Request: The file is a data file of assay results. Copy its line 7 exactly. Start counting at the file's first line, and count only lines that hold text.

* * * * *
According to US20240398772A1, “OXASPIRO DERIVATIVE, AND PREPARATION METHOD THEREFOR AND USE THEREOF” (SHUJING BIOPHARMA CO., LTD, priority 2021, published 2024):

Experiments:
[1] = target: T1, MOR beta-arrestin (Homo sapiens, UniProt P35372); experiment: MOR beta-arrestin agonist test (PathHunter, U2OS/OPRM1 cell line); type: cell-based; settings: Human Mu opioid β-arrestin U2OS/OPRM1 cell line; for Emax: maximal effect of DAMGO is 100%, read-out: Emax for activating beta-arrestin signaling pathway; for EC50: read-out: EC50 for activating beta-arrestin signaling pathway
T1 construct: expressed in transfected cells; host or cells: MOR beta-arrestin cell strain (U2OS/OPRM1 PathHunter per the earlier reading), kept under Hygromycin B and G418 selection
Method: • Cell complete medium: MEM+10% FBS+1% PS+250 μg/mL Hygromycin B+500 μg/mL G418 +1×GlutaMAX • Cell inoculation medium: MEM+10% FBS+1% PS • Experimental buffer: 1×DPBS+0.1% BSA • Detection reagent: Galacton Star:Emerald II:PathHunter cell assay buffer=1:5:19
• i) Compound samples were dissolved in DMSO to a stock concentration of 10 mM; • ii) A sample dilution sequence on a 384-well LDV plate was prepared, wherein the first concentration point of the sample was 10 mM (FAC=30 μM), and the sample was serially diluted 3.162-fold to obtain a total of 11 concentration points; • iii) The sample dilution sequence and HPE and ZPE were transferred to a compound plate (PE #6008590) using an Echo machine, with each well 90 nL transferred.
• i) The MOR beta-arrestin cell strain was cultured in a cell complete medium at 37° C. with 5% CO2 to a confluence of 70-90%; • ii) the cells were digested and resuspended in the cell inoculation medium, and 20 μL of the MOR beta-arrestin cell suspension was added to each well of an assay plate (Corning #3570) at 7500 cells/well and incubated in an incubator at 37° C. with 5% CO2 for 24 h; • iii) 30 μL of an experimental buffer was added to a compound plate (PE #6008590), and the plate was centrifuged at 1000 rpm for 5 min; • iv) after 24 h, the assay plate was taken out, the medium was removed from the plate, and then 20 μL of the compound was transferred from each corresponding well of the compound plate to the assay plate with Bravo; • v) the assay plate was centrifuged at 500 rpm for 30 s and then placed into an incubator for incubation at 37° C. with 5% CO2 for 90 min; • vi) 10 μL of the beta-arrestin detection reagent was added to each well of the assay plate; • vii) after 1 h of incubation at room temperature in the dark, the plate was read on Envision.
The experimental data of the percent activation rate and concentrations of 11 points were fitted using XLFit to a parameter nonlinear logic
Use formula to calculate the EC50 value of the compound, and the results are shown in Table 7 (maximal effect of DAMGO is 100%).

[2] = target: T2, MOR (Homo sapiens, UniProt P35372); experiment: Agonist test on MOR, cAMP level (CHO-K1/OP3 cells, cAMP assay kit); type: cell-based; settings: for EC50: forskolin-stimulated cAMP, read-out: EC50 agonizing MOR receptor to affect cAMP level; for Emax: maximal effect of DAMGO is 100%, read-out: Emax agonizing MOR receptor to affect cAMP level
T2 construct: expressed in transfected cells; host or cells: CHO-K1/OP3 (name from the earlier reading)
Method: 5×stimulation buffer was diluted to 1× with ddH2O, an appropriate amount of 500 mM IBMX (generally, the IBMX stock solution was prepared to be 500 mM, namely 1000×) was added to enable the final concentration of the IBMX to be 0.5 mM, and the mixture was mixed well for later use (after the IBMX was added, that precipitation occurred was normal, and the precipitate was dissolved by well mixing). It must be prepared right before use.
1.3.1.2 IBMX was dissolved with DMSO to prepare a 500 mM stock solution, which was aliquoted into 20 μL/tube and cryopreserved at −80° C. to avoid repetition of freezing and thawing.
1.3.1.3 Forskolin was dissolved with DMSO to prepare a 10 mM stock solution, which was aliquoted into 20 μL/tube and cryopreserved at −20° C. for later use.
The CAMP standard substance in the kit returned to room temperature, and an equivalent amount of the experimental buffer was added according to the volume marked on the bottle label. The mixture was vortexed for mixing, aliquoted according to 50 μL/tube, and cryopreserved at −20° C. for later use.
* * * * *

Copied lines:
• i) The MOR beta-arrestin cell strain was cultured in a cell complete medium at 37° C. with 5% CO2 to a confluence of 70-90%; • ii) the cells were digested and resuspended in the cell inoculation medium, and 20 μL of the MOR beta-arrestin cell suspension was added to each well of an assay plate (Corning #3570) at 7500 cells/well and incubated in an incubator at 37° C. with 5% CO2 for 24 h; • iii) 30 μL of an experimental buffer was added to a compound plate (PE #6008590), and the plate was centrifuged at 1000 rpm for 5 min; • iv) after 24 h, the assay plate was taken out, the medium was removed from the plate, and then 20 μL of the compound was transferred from each corresponding well of the compound plate to the assay plate with Bravo; • v) the assay plate was centrifuged at 500 rpm for 30 s and then placed into an incubator for incubation at 37° C. with 5% CO2 for 90 min; • vi) 10 μL of the beta-arrestin detection reagent was added to each well of the assay plate; • vii) after 1 h of incubation at room temperature in the dark, the plate was read on Envision.